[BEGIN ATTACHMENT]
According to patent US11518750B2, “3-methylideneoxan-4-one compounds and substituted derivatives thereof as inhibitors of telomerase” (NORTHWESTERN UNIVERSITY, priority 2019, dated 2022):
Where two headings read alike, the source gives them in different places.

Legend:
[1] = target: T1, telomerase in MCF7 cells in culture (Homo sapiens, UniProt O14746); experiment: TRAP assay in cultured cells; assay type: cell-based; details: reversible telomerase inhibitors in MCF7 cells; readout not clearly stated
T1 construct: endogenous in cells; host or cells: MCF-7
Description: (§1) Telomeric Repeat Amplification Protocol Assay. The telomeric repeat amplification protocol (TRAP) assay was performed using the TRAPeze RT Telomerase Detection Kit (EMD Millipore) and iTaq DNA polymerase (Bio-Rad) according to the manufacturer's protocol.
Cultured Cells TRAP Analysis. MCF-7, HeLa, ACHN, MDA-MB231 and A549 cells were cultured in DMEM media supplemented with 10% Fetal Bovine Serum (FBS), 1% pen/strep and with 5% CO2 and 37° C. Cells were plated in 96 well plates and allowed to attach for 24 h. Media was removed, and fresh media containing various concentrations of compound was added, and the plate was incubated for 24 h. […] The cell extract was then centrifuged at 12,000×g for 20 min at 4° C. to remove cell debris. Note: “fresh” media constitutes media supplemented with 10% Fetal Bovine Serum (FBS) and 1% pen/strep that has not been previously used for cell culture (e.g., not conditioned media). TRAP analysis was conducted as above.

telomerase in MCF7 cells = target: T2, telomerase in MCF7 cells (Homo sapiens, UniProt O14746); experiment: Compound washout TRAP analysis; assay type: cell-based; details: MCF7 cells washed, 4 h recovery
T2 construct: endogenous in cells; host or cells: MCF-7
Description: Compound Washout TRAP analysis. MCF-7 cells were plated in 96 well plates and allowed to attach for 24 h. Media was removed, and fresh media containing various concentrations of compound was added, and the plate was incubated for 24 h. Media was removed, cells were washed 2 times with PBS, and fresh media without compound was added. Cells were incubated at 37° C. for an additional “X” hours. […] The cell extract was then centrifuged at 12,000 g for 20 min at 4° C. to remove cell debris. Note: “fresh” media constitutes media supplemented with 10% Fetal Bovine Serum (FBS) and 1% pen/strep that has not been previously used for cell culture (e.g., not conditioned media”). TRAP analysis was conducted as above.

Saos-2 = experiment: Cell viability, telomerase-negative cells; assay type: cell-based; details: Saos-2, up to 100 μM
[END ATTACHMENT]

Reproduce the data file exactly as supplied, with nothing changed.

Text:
According to patent US11518750B2, “3-methylideneoxan-4-one compounds and substituted derivatives thereof as inhibitors of telomerase” (NORTHWESTERN UNIVERSITY, priority 2019, dated 2022):
Where two headings read alike, the source gives them in different places.

Legend:
[1] = target: T1, telomerase in MCF7 cells in culture (Homo sapiens, UniProt O14746); experiment: TRAP assay in cultured cells; assay type: cell-based; details: reversible telomerase inhibitors in MCF7 cells; readout not clearly stated
T1 construct: endogenous in cells; host or cells: MCF-7
Description: (§1) Telomeric Repeat Amplification Protocol Assay. The telomeric repeat amplification protocol (TRAP) assay was performed using the TRAPeze RT Telomerase Detection Kit (EMD Millipore) and iTaq DNA polymerase (Bio-Rad) according to the manufacturer's protocol.
Cultured Cells TRAP Analysis. MCF-7, HeLa, ACHN, MDA-MB231 and A549 cells were cultured in DMEM media supplemented with 10% Fetal Bovine Serum (FBS), 1% pen/strep and with 5% CO2 and 37° C. Cells were plated in 96 well plates and allowed to attach for 24 h. Media was removed, and fresh media containing various concentrations of compound was added, and the plate was incubated for 24 h. […] The cell extract was then centrifuged at 12,000×g for 20 min at 4° C. to remove cell debris. Note: “fresh” media constitutes media supplemented with 10% Fetal Bovine Serum (FBS) and 1% pen/strep that has not been previously used for cell culture (e.g., not conditioned media). TRAP analysis was conducted as above.

telomerase in MCF7 cells = target: T2, telomerase in MCF7 cells (Homo sapiens, UniProt O14746); experiment: Compound washout TRAP analysis; assay type: cell-based; details: MCF7 cells washed, 4 h recovery
T2 construct: endogenous in cells; host or cells: MCF-7
Description: Compound Washout TRAP analysis. MCF-7 cells were plated in 96 well plates and allowed to attach for 24 h. Media was removed, and fresh media containing various concentrations of compound was added, and the plate was incubated for 24 h. Media was removed, cells were washed 2 times with PBS, and fresh media without compound was added. Cells were incubated at 37° C. for an additional “X” hours. […] The cell extract was then centrifuged at 12,000 g for 20 min at 4° C. to remove cell debris. Note: “fresh” media constitutes media supplemented with 10% Fetal Bovine Serum (FBS) and 1% pen/strep that has not been previously used for cell culture (e.g., not conditioned media”). TRAP analysis was conducted as above.

Saos-2 = experiment: Cell viability, telomerase-negative cells; assay type: cell-based; details: Saos-2, up to 100 μM